Wednesday, November 21, 2007


Of all the secular holidays, there probably isn't one that resonates with me as much as Thanksgiving. The proposition that we should dedicate time to be thankful for all the good things in the world is simple, elegant, and necessary. Tomorrow--as I am on just about every other day--I'll be thankful for La Chiquita, for my brothers, my parents (who are currently somewhere on the other side of the world), and my friends. I'll also be thankful for baseball, the fact that I get to write about it and get paid to do so, and to all of you who stop by here or Baseball Prospectus to see what I have to say.

Today, I'm going to single out a couple of things that I take for granted, but for which I'm grateful:

Thanks, Andy Pettitte:

I've been doing a bunch of research on Yankees rookies for Bombers Broadside 2008, and it's given me a big appreciation for how big a step it was when the farm system produced Andy Pettitte in 1995. It had been quite a while since the Yankees had groomed and kept an elite starting pitcher--arguably since Ron Guidry in 1976 (guys like Jose Rijo, Doug Drabek, Bob Tewksbury and Al Leiter were all dealt away before getting established; Dave Righetti had been acquired as a high-level minor leaguer, so he wasn't really a product of the Yankee system).

Andy's given Yankee fans over 2,000 innings of excellent baseball in his career, and a ton of great memories. Last season, after a regrettable (but brief) separation, he returned to the Yankees and really was a rock in a sea of uncertainty. It's only fitting that we should thank him, and Steve Lombardi over at Was Watching has thought of a great way to do that, and ask Andy to come back for one more go-around. He calls it Project P46 (shades of Alex Rodriguez's Project A13 last season). I'll let him take it from here:

Here's an idea - where maybe Yankees fans can help the team's chances in 2008. Some time over the next 5 days (meaning over the long weekend where you should be able to find 15 minutes to get this done), why not send a card or note to Andy Pettitte? You can send it to:

Andy Pettitte
c/o Hendricks Sports Management LP
400 Randal Way Ste 106
Spring, TX 77388

Tell Andy that you're a Yankees fan. Offer best wishes for the holiday season and new year to him and his family. And, of course, tell him that you would be thrilled to see him be a big part of the Yankees season in 2008.

Maybe an outpouring of affection by Yankees fan would help sway Andy towards returning next season? At the worst, it wouldn't hurt.

Are you willing to try it? Also, if you think this is an interesting idea, please pass the word about it. Let's try and get over 100,000 cards and notes to Andy by the end of this month. Wouldn't that be something? But, you have to have one sent before you can have 100,000 sent - so, that means you have to send one...yourself.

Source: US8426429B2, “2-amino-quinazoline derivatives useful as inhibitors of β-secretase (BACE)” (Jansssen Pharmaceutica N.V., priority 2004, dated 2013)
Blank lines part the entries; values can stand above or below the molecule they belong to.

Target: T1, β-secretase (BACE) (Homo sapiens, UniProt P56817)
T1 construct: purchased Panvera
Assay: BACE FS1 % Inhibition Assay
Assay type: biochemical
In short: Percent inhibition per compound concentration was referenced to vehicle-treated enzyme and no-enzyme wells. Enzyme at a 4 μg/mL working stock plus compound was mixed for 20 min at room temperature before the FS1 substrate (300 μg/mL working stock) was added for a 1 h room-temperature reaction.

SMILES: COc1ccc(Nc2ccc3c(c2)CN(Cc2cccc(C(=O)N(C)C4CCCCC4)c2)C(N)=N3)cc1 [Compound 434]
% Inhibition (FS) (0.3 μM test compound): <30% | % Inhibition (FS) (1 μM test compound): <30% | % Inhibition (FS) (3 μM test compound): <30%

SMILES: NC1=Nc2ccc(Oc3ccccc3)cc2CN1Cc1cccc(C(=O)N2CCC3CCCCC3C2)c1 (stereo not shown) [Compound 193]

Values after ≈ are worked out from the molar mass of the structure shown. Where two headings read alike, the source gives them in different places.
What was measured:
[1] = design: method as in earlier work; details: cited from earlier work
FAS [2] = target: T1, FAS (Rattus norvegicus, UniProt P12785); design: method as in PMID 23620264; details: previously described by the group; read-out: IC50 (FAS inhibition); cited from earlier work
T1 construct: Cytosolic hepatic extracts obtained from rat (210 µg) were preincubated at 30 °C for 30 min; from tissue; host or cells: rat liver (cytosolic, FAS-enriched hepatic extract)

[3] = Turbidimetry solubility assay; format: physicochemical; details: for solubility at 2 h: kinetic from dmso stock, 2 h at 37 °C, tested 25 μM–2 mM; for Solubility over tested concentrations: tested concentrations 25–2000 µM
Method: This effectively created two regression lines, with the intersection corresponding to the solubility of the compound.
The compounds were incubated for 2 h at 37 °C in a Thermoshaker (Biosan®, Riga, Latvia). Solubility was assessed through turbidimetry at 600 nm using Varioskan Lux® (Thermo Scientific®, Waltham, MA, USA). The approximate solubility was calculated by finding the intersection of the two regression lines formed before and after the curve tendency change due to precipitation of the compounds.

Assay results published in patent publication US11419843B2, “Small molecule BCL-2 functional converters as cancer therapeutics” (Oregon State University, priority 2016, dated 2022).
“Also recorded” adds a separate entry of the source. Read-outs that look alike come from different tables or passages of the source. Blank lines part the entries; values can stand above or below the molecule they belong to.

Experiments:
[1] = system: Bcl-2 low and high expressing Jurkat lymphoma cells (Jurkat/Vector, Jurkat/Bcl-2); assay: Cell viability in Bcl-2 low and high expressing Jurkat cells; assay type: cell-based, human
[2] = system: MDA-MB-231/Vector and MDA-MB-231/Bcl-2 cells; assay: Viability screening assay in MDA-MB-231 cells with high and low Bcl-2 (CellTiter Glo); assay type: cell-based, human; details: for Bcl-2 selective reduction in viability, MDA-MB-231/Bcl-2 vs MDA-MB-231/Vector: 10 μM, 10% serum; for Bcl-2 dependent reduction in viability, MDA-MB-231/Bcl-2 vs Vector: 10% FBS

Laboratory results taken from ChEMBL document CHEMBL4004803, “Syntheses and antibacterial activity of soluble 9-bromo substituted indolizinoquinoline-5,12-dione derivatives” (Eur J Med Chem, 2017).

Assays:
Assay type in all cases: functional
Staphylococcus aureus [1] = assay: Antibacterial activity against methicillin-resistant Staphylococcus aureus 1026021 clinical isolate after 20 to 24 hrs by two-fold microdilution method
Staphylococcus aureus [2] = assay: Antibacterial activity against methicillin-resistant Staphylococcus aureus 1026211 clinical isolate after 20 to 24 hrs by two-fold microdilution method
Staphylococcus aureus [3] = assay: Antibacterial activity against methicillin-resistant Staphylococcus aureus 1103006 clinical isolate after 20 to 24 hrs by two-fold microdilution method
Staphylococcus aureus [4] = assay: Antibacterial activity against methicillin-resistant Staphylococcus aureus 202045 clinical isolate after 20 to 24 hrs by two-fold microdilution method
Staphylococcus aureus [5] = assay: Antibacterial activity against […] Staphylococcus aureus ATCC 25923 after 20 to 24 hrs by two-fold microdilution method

Again, why not take 15 minutes between today and Sunday night and "pitch" in on Project P46?

So pass the word along, get some stamps, and let's get going!

Thanks for Local Theater:

Yeah, a lot of people are bummed out about the big Broadway Theater Strike that's shut down much of the Great White Way through this weekend's holiday. But hopefully, something good can come from the strike--not just making sure that a little bit more of the money from those high, high ticket prices trickles down to the men and women who make things run behind the scenes. Hopefully this is a good time for anyone who's in New York to discover that there's much, much, more theater off-Broadway than there is in the big production houses, and that it's just as much fun, and often a much better viewing experience.

Off-Broadway can be scary, with lots of off-putting "experimental" entries that--although I enjoy them greatly--might not be suitable for everyone's palate. Personally, my most reliable off-Broadway pick is Classic Stage Company. I just caught their presentation of Richard III this weekend, and it was fantastic. People are alternately intimidated by Shakespeare, or else consider his works to be old chestnuts. What pleases me about CSC's presentations of the Bard, led by lead actor Michael Cumpsty and director Brian Kullick (this time out, he's co-director with Cumpsty) is that they bring the text to place that's more human than either of those camps would expect.

While we often consider Shakespeare's language lofty and archaic, Cumpsty's line readings show us that it's the delivery that makes them seem so. At the same time, without changing the text (other than the cuts that are necessary to bring Shakespeare's second-longest play down under three hours) the Classic Stage troupe wrings all the comedy possible from one of the canon's bloodiest plays. And it isn't inappropriate, since Richard III is a very strange tragedy: usually, tragedies are about good people who are unable to overcome their flaws, and wind up ruined as a result. Richard starts the play, and he's already a villain. There's no indication that he ever was a good man, and he doesn't get any better as things go along. When the end comes, it's not tragic in the least--so it all kind of makes sense.

Anyway, it's very highly recommended, and it's running through December 9. Go see it, and if you're not in New York, I entreat you to find the group of people near where you are who are putting on a play, and give them some of your time. It's the least I can do, by way of thanks.

Sunday, November 18, 2007

A Few More Headlines

A few other random stories and thoughts:

This better be good: I stumbled on TBS the other day (Jerry Maguire was on. You got a problem with that?) and I see more of those Frank TV commercials. And the commercial says it premieres on Tuesday.